Píobaire, An, Volume 4, Issue 41, Page 19

Píobaire, An, Volume 4, Issue 41, Page 19
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periodical Publisher
Na Píobairí Uilleann
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Chairman, NPU
periodical Title
Píobaire, An
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19And that’s it, as far as sources for the air go,five performances from just two fiddle play-ers. It is a Sliabh Luachra air, and seems tohave shown up nowhere else in the country. Itdoes not appear in any of the classic collec-tions, and has only once before been pub-lished, in Tomás Ó Canainn’s TraditionalSlow Airs of Ireland (Ossian Publications1995), where it is shown as being in 4/4 time.I feel that this doesn’t quite fit the air, hencethe new transcription here.I am not aware of any associated text for theair. Its name and its Munster provenancewould support the theory that the O’Donnellbeing lamented is Red Hugh O’Donnell, thechief ally of Hugh O’Neill in the nine-yearswar against the armies of Elizabeth 1, whicheffectively ended with the the defeat of acombined Irish/Spanish force at Kinsale, co.Cork in 1601. O’Neill submitted to Eliza-beth’s deputy Lord Mountjoy at Mellifont in1603 in return for a pardon. He was obliged toembrace English forms and acknowledge thathe held the title of Earl of Tyrone atElizabeth’s pleasure. O’Donnell had died inSpain a year after Kinsale while trying toraise support to continue the campaign, andwas succeeded as chieftain by his brotherRory, who submitted along with O’Neill andwas made Earl of Tyrconnell.After several years further political manoeu-vering, during which O’Neill and O’Donnellincreasingly found it impossible to live underthe conditions imposed on them, they leftIreland in 1607, intending to travel to Spain toraise further support for their cause. Theywere accompanied by several leading mem-bers of the native aristocracy. Their plans didn’t work out and they neverreturned to Ireland. A curious consequence isthat the heads of several of the great Gaelicfamilies now reside in Spain and Portugal,where their families have lived since thosetimes.This event, which came to be known as “TheFlight of the Earls”, marked the collapse ofthe Gaelic order. As this year is the 400thanniversary of the event it seems a suitableoccasion to print the tune.Apart from O’Keeffe and Murphy I have onlyheard it played by two other musicians, box-player Breanndán Ó Beaglaoich and piperBill Ochs, who inspired me to try it myself. Ithas been recorded by Brendan Mulvihill onthe box and by Eileen Ivers on the fiddle.It should, by this stage, go without saying thatthe transcription above should be used withextreme caution. It is impossible to accurate-ly portray the style of an air without includingso much detail that the transcription becomesunintelligible. Although given in 3/4 rhythm,it should not be played as a waltz. Listen toone or other of the five recordings referred toabove, and use the transcription only toresolve any misunderstandings.Terry MoylanHugh O’Neill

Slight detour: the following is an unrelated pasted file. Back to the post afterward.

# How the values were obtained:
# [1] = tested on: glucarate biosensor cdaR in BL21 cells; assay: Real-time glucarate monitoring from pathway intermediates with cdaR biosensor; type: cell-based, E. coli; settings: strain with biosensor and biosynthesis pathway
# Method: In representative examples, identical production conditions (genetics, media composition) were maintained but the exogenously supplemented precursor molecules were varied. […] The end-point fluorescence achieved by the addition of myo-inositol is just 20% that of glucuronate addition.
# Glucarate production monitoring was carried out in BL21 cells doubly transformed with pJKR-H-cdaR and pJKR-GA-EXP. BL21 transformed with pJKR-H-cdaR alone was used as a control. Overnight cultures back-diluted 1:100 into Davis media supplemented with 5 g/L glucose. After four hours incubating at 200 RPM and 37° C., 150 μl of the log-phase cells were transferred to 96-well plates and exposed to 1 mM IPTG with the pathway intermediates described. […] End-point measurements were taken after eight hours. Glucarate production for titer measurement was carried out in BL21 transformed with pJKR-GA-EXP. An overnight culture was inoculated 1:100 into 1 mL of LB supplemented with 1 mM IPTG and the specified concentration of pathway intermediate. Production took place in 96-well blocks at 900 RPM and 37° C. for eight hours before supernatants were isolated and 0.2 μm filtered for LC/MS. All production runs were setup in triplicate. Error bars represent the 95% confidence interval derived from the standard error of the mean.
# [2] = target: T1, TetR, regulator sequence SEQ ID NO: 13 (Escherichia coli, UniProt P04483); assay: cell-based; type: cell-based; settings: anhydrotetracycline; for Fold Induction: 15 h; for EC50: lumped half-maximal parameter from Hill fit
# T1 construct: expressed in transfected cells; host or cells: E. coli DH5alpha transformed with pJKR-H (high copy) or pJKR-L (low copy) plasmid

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Píobaire, An, Volume 4, Issue 41

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